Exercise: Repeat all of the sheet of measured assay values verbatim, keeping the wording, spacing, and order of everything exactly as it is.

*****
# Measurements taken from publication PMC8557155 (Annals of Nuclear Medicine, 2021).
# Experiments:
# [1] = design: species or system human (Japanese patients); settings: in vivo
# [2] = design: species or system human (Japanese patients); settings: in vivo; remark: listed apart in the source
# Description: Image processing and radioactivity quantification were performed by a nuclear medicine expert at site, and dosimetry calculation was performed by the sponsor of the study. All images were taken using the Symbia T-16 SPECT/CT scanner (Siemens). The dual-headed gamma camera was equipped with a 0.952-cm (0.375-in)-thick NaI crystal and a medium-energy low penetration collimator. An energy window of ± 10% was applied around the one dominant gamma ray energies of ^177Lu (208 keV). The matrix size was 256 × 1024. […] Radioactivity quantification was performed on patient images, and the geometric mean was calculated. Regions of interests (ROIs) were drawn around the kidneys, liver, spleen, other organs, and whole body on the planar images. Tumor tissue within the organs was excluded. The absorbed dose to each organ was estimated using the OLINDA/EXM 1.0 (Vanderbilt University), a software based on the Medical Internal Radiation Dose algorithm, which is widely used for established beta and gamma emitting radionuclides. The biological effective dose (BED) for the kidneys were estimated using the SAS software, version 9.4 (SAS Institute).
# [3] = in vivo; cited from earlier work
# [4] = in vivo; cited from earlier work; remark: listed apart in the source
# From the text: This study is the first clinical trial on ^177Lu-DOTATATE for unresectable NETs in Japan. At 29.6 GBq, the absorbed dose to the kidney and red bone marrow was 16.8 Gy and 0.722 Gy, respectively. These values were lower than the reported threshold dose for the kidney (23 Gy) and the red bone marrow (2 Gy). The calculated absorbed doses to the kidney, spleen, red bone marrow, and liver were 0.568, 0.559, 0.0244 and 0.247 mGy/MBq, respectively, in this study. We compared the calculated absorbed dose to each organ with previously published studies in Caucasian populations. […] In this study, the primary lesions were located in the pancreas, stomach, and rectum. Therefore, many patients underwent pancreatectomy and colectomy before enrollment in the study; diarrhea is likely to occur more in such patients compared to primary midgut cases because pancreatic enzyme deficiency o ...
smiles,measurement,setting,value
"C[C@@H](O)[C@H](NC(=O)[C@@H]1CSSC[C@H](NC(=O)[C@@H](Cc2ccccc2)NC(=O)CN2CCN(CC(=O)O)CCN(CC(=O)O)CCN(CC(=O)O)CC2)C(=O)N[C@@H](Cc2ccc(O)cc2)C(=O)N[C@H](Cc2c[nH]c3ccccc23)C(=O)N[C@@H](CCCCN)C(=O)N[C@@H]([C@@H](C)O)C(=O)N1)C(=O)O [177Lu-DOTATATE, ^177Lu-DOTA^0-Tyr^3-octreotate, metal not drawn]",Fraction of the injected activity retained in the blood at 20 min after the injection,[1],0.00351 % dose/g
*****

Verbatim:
# Measurements taken from publication PMC8557155 (Annals of Nuclear Medicine, 2021).
# Experiments:
# [1] = design: species or system human (Japanese patients); settings: in vivo
# [2] = design: species or system human (Japanese patients); settings: in vivo; remark: listed apart in the source
# Description: Image processing and radioactivity quantification were performed by a nuclear medicine expert at site, and dosimetry calculation was performed by the sponsor of the study. All images were taken using the Symbia T-16 SPECT/CT scanner (Siemens). The dual-headed gamma camera was equipped with a 0.952-cm (0.375-in)-thick NaI crystal and a medium-energy low penetration collimator. An energy window of ± 10% was applied around the one dominant gamma ray energies of ^177Lu (208 keV). The matrix size was 256 × 1024. […] Radioactivity quantification was performed on patient images, and the geometric mean was calculated. Regions of interests (ROIs) were drawn around the kidneys, liver, spleen, other organs, and whole body on the planar images. Tumor tissue within the organs was excluded. The absorbed dose to each organ was estimated using the OLINDA/EXM 1.0 (Vanderbilt University), a software based on the Medical Internal Radiation Dose algorithm, which is widely used for established beta and gamma emitting radionuclides. The biological effective dose (BED) for the kidneys were estimated using the SAS software, version 9.4 (SAS Institute).
# [3] = in vivo; cited from earlier work
# [4] = in vivo; cited from earlier work; remark: listed apart in the source
# From the text: This study is the first clinical trial on ^177Lu-DOTATATE for unresectable NETs in Japan. At 29.6 GBq, the absorbed dose to the kidney and red bone marrow was 16.8 Gy and 0.722 Gy, respectively. These values were lower than the reported threshold dose for the kidney (23 Gy) and the red bone marrow (2 Gy). The calculated absorbed doses to the kidney, spleen, red bone marrow, and liver were 0.568, 0.559, 0.0244 and 0.247 mGy/MBq, respectively, in this study. We compared the calculated absorbed dose to each organ with previously published studies in Caucasian populations. […] In this study, the primary lesions were located in the pancreas, stomach, and rectum. Therefore, many patients underwent pancreatectomy and colectomy before enrollment in the study; diarrhea is likely to occur more in such patients compared to primary midgut cases because pancreatic enzyme deficiency o ...
smiles,measurement,setting,value
"C[C@@H](O)[C@H](NC(=O)[C@@H]1CSSC[C@H](NC(=O)[C@@H](Cc2ccccc2)NC(=O)CN2CCN(CC(=O)O)CCN(CC(=O)O)CCN(CC(=O)O)CC2)C(=O)N[C@@H](Cc2ccc(O)cc2)C(=O)N[C@H](Cc2c[nH]c3ccccc23)C(=O)N[C@@H](CCCCN)C(=O)N[C@@H]([C@@H](C)O)C(=O)N1)C(=O)O [177Lu-DOTATATE, ^177Lu-DOTA^0-Tyr^3-octreotate, metal not drawn]",Fraction of the injected activity retained in the blood at 20 min after the injection,[1],0.00351 % dose/g